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Clippers jump out early, cruise in Miami, 110-93

A 30-5 first quarter run decided this one early and the Clippers coasted to their first win in Miami since 2008.

Steve Mitchell-USA TODAY Sports

A couple of days ago, I had the audacity to wonder what was wrong with the Los Angeles Clippers. Since then, they've answered pretty emphatically -- nothing's wrong with us, biyotch. (To be fair, I'm not sure they said biyotch, nor am I sure how to spell it, but that was the gist at any rate.)

In their first nine games of the season, the Clippers had maybe one great quarter of basketball, perhaps two decent wins (not bad, not great) and a whole lot of meh. But in back-to-back games in Florida to open their first extended road trip of the season, they've looked like the team we were expecting all along.

The win in Orlando on Wednesday night was nice enough. But even then, there were a few disclaimers. Jamal Crawford was white hot, J.J. Redick wasn't really going still, the bench carried much of the load -- it was a good win, and the largest margin of victory on the season, but not really the recipe for contender soup.

In Miami, the Clippers used a 30-5 first quarter run to build a 24 point lead and never looked back. That run was as good as anything we've every seen out of the Doc Rivers Clippers. There were dunks, layups, pick and rolls, good defense, threes, incredible ball movement, and whole lot of fun. And as hard as it can be to maintain intensity and maintain leads in the NBA, the Heat never got closer than 14 points the rest of the way. The Clippers never again approached the Nirvana level play of that first quarter -- but let's face it, they didn't need to.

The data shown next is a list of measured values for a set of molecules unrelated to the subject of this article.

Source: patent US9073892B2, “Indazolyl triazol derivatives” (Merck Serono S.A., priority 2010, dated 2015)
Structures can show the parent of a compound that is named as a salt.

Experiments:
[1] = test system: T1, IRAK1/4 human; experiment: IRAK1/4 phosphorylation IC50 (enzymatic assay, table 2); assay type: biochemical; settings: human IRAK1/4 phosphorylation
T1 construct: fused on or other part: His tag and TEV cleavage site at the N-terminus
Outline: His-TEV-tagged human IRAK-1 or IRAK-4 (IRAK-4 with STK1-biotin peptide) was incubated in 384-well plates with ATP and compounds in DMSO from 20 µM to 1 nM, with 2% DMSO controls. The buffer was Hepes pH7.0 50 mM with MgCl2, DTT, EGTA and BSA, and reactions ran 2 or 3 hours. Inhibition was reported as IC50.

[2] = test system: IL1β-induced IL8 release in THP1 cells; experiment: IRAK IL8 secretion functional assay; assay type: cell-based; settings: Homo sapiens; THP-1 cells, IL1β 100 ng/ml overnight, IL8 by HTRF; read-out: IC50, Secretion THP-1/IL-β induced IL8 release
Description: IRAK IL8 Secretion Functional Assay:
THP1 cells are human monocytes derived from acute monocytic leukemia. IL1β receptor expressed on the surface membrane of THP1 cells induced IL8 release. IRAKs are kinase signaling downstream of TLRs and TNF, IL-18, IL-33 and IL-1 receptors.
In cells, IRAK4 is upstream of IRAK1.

How good were they? The Clippers had more assists (a season high 31) than Miami had field goals (30). That's not something you see every day.

Among a host of Clippers that played well, Chris Paul stands out. His hyper-efficient 26 points and 12 assists came against just 13 shots and a single turnover, all in 33 minutes. Of course, he was mostly going up against rookie Shabazz Napier, which hardly seemed fair, but it was still a masterpiece.

Blake Griffin added 26 points on 8-12 shooting, with seven rebounds, four assists and three steals. I could nitpick and ask for more boards, but really, he did it all. He even made a three pointer. The four assists almost seem like too few, perhaps because a few of them were so memorable. The Clippers signature play last season was the center pick and roll, with one of the most devastating options being the high-low lob to DeAndre Jordan after Griffin catches the ball at the high post. The one Griffin threw towards the end of the big first quarter run tonight was so good and so instinctual that I had to run the DVR back to make sure it wasn't an accident -- I honestly wondered if Blake even knew Jordan was there or if he just got lucky (he knew, btw). For his part, all Jordan contributed was a 12/11 double-double, making all six of his shots (all of them dunks, IIRC).

The Clippers shot a season-high 56% from the floor and made 13 three pointers. J.J. Redick made four threes, perhaps indicating that he has broken out of his slump. Meanwhile, have the Clippers found their backup small forward in Hedo Turkoglu? They're undefeated with an average margin of victory over 20 when Hedo plays the three. He even defended Mario Chalmers a few possessions in this game, as Miami went small while the Clippers were very big.

We said throughout the rough patch that it's a long season and the lackluster start would be forgotten if the Clippers could string some good games together. Well, it's time to get out the Men in Black flashie thingie and forget. Whether it's being away from the distractions of home or finally heeding the wake up call after the Bulls fiasco or something else intangible, the Clippers team we were expecting has finally arrived. They could not have asked for a better start to the road trip, they've got a couple of days off, and they'll head into Memphis Sunday well rested and riding high.